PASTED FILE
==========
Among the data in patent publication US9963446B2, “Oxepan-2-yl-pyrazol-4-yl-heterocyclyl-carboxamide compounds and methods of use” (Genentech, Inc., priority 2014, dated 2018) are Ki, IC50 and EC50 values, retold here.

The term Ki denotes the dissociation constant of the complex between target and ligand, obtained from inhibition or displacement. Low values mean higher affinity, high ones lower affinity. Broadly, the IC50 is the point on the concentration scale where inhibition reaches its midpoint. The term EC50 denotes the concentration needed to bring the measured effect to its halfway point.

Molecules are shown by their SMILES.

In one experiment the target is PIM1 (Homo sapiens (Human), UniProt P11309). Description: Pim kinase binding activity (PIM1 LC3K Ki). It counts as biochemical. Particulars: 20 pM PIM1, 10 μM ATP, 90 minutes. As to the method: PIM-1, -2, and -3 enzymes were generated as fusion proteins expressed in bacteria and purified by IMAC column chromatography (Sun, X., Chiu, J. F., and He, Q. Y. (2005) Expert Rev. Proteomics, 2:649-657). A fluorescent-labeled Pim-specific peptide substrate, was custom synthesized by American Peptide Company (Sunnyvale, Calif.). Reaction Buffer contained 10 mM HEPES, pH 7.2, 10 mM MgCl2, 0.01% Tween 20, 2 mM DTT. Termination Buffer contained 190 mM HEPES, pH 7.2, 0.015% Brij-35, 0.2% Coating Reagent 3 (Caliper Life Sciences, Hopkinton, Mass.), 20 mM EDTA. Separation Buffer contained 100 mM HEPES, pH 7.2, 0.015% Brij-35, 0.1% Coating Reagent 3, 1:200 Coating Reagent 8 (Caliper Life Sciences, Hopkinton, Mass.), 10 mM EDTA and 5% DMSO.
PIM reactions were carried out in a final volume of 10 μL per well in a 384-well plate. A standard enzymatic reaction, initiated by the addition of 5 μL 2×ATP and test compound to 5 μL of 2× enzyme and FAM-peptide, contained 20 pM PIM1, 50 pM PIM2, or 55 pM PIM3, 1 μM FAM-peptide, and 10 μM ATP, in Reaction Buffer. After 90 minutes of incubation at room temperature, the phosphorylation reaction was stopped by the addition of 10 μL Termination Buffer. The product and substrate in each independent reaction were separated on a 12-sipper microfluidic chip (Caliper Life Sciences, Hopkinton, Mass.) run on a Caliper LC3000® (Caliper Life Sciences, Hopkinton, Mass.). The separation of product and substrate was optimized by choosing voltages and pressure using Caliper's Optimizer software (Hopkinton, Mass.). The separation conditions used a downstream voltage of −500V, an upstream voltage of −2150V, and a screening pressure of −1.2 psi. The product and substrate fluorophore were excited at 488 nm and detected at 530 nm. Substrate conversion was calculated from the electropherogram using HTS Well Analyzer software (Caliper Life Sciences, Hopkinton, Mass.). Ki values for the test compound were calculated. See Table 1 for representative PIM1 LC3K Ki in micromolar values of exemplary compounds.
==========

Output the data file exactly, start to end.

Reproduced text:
Among the data in patent publication US9963446B2, “Oxepan-2-yl-pyrazol-4-yl-heterocyclyl-carboxamide compounds and methods of use” (Genentech, Inc., priority 2014, dated 2018) are Ki, IC50 and EC50 values, retold here.

The term Ki denotes the dissociation constant of the complex between target and ligand, obtained from inhibition or displacement. Low values mean higher affinity, high ones lower affinity. Broadly, the IC50 is the point on the concentration scale where inhibition reaches its midpoint. The term EC50 denotes the concentration needed to bring the measured effect to its halfway point.

Molecules are shown by their SMILES.

In one experiment the target is PIM1 (Homo sapiens (Human), UniProt P11309). Description: Pim kinase binding activity (PIM1 LC3K Ki). It counts as biochemical. Particulars: 20 pM PIM1, 10 μM ATP, 90 minutes. As to the method: PIM-1, -2, and -3 enzymes were generated as fusion proteins expressed in bacteria and purified by IMAC column chromatography (Sun, X., Chiu, J. F., and He, Q. Y. (2005) Expert Rev. Proteomics, 2:649-657). A fluorescent-labeled Pim-specific peptide substrate, was custom synthesized by American Peptide Company (Sunnyvale, Calif.). Reaction Buffer contained 10 mM HEPES, pH 7.2, 10 mM MgCl2, 0.01% Tween 20, 2 mM DTT. Termination Buffer contained 190 mM HEPES, pH 7.2, 0.015% Brij-35, 0.2% Coating Reagent 3 (Caliper Life Sciences, Hopkinton, Mass.), 20 mM EDTA. Separation Buffer contained 100 mM HEPES, pH 7.2, 0.015% Brij-35, 0.1% Coating Reagent 3, 1:200 Coating Reagent 8 (Caliper Life Sciences, Hopkinton, Mass.), 10 mM EDTA and 5% DMSO.
PIM reactions were carried out in a final volume of 10 μL per well in a 384-well plate. A standard enzymatic reaction, initiated by the addition of 5 μL 2×ATP and test compound to 5 μL of 2× enzyme and FAM-peptide, contained 20 pM PIM1, 50 pM PIM2, or 55 pM PIM3, 1 μM FAM-peptide, and 10 μM ATP, in Reaction Buffer. After 90 minutes of incubation at room temperature, the phosphorylation reaction was stopped by the addition of 10 μL Termination Buffer. The product and substrate in each independent reaction were separated on a 12-sipper microfluidic chip (Caliper Life Sciences, Hopkinton, Mass.) run on a Caliper LC3000® (Caliper Life Sciences, Hopkinton, Mass.). The separation of product and substrate was optimized by choosing voltages and pressure using Caliper's Optimizer software (Hopkinton, Mass.). The separation conditions used a downstream voltage of −500V, an upstream voltage of −2150V, and a screening pressure of −1.2 psi. The product and substrate fluorophore were excited at 488 nm and detected at 530 nm. Substrate conversion was calculated from the electropherogram using HTS Well Analyzer software (Caliper Life Sciences, Hopkinton, Mass.). Ki values for the test compound were calculated. See Table 1 for representative PIM1 LC3K Ki in micromolar values of exemplary compounds.